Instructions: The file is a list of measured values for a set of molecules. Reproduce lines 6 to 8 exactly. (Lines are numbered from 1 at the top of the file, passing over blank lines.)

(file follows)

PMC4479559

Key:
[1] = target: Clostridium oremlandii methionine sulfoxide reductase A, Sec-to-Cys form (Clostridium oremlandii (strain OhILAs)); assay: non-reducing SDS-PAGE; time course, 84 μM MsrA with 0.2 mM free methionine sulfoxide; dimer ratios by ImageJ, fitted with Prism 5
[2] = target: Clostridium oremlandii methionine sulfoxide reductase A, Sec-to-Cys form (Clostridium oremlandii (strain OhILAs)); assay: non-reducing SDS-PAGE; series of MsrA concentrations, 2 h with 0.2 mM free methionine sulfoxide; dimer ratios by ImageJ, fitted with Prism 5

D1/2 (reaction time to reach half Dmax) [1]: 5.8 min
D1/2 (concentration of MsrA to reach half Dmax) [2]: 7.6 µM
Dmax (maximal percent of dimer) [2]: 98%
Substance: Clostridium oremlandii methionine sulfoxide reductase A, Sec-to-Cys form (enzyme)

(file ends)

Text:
D1/2 (concentration of MsrA to reach half Dmax) [2]: 7.6 µM
Dmax (maximal percent of dimer) [2]: 98%
Substance: Clostridium oremlandii methionine sulfoxide reductase A, Sec-to-Cys form (enzyme)